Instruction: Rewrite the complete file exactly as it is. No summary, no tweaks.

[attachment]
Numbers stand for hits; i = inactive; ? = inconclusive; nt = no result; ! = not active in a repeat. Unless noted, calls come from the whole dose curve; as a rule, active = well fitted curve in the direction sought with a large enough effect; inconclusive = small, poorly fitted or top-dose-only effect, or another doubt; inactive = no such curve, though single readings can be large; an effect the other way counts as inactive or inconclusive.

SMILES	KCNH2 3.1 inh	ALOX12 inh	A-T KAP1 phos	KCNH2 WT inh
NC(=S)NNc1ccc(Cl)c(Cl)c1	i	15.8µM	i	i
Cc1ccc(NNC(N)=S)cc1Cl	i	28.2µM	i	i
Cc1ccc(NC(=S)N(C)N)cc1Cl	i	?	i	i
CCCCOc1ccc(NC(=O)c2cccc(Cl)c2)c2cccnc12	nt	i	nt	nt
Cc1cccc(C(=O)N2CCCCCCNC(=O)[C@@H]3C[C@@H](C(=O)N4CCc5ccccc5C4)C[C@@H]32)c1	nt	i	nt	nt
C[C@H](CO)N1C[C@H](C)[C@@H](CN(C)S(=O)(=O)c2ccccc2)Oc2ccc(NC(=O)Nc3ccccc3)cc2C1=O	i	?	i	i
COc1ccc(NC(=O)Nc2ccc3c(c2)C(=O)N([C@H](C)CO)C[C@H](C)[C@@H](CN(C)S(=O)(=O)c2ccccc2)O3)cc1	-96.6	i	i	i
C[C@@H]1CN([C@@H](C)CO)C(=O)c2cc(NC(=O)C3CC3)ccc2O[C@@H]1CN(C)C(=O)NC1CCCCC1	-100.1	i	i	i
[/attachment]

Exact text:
Numbers stand for hits; i = inactive; ? = inconclusive; nt = no result; ! = not active in a repeat. Unless noted, calls come from the whole dose curve; as a rule, active = well fitted curve in the direction sought with a large enough effect; inconclusive = small, poorly fitted or top-dose-only effect, or another doubt; inactive = no such curve, though single readings can be large; an effect the other way counts as inactive or inconclusive.

SMILES	KCNH2 3.1 inh	ALOX12 inh	A-T KAP1 phos	KCNH2 WT inh
NC(=S)NNc1ccc(Cl)c(Cl)c1	i	15.8µM	i	i
Cc1ccc(NNC(N)=S)cc1Cl	i	28.2µM	i	i
Cc1ccc(NC(=S)N(C)N)cc1Cl	i	?	i	i
CCCCOc1ccc(NC(=O)c2cccc(Cl)c2)c2cccnc12	nt	i	nt	nt
Cc1cccc(C(=O)N2CCCCCCNC(=O)[C@@H]3C[C@@H](C(=O)N4CCc5ccccc5C4)C[C@@H]32)c1	nt	i	nt	nt
C[C@H](CO)N1C[C@H](C)[C@@H](CN(C)S(=O)(=O)c2ccccc2)Oc2ccc(NC(=O)Nc3ccccc3)cc2C1=O	i	?	i	i
COc1ccc(NC(=O)Nc2ccc3c(c2)C(=O)N([C@H](C)CO)C[C@H](C)[C@@H](CN(C)S(=O)(=O)c2ccccc2)O3)cc1	-96.6	i	i	i
C[C@@H]1CN([C@@H](C)CO)C(=O)c2cc(NC(=O)C3CC3)ccc2O[C@@H]1CN(C)C(=O)NC1CCCCC1	-100.1	i	i	i